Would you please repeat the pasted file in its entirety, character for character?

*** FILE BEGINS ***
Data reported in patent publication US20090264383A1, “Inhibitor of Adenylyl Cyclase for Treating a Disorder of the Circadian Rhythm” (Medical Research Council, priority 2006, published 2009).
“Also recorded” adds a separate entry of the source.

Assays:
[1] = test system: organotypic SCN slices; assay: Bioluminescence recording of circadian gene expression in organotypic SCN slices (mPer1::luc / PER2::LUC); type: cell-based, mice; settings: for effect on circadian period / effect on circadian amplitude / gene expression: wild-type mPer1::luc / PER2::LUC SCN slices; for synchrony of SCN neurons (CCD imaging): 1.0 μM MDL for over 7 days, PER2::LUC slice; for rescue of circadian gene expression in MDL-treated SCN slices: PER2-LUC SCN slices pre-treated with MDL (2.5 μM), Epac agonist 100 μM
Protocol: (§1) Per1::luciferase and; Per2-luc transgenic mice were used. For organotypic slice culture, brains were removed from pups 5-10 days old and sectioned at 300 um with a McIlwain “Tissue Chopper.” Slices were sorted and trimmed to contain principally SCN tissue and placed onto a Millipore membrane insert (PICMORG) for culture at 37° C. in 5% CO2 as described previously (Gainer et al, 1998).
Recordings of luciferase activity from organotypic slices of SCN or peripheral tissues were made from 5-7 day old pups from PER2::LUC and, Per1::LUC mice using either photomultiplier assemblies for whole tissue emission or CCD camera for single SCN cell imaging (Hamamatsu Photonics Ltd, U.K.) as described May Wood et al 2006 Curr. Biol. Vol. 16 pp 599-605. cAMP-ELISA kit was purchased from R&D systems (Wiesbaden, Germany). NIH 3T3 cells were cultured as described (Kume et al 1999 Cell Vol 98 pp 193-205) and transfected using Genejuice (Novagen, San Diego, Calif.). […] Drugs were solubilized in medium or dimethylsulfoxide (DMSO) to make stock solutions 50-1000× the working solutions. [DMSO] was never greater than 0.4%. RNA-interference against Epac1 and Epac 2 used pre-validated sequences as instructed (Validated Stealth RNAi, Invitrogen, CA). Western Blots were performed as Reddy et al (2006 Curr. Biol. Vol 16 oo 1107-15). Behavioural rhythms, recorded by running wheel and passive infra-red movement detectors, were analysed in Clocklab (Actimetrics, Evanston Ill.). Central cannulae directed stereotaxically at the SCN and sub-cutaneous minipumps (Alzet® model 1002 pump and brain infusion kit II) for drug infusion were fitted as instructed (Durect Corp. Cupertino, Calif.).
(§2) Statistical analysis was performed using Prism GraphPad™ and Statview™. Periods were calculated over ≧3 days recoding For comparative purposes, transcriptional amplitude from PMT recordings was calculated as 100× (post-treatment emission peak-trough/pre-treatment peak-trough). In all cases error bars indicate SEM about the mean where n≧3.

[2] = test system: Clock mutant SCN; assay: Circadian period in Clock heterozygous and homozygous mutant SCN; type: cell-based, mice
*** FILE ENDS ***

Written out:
Data reported in patent publication US20090264383A1, “Inhibitor of Adenylyl Cyclase for Treating a Disorder of the Circadian Rhythm” (Medical Research Council, priority 2006, published 2009).
“Also recorded” adds a separate entry of the source.

Assays:
[1] = test system: organotypic SCN slices; assay: Bioluminescence recording of circadian gene expression in organotypic SCN slices (mPer1::luc / PER2::LUC); type: cell-based, mice; settings: for effect on circadian period / effect on circadian amplitude / gene expression: wild-type mPer1::luc / PER2::LUC SCN slices; for synchrony of SCN neurons (CCD imaging): 1.0 μM MDL for over 7 days, PER2::LUC slice; for rescue of circadian gene expression in MDL-treated SCN slices: PER2-LUC SCN slices pre-treated with MDL (2.5 μM), Epac agonist 100 μM
Protocol: (§1) Per1::luciferase and; Per2-luc transgenic mice were used. For organotypic slice culture, brains were removed from pups 5-10 days old and sectioned at 300 um with a McIlwain “Tissue Chopper.” Slices were sorted and trimmed to contain principally SCN tissue and placed onto a Millipore membrane insert (PICMORG) for culture at 37° C. in 5% CO2 as described previously (Gainer et al, 1998).
Recordings of luciferase activity from organotypic slices of SCN or peripheral tissues were made from 5-7 day old pups from PER2::LUC and, Per1::LUC mice using either photomultiplier assemblies for whole tissue emission or CCD camera for single SCN cell imaging (Hamamatsu Photonics Ltd, U.K.) as described May Wood et al 2006 Curr. Biol. Vol. 16 pp 599-605. cAMP-ELISA kit was purchased from R&D systems (Wiesbaden, Germany). NIH 3T3 cells were cultured as described (Kume et al 1999 Cell Vol 98 pp 193-205) and transfected using Genejuice (Novagen, San Diego, Calif.). […] Drugs were solubilized in medium or dimethylsulfoxide (DMSO) to make stock solutions 50-1000× the working solutions. [DMSO] was never greater than 0.4%. RNA-interference against Epac1 and Epac 2 used pre-validated sequences as instructed (Validated Stealth RNAi, Invitrogen, CA). Western Blots were performed as Reddy et al (2006 Curr. Biol. Vol 16 oo 1107-15). Behavioural rhythms, recorded by running wheel and passive infra-red movement detectors, were analysed in Clocklab (Actimetrics, Evanston Ill.). Central cannulae directed stereotaxically at the SCN and sub-cutaneous minipumps (Alzet® model 1002 pump and brain infusion kit II) for drug infusion were fitted as instructed (Durect Corp. Cupertino, Calif.).
(§2) Statistical analysis was performed using Prism GraphPad™ and Statview™. Periods were calculated over ≧3 days recoding For comparative purposes, transcriptional amplitude from PMT recordings was calculated as 100× (post-treatment emission peak-trough/pre-treatment peak-trough). In all cases error bars indicate SEM about the mean where n≧3.

[2] = test system: Clock mutant SCN; assay: Circadian period in Clock heterozygous and homozygous mutant SCN; type: cell-based, mice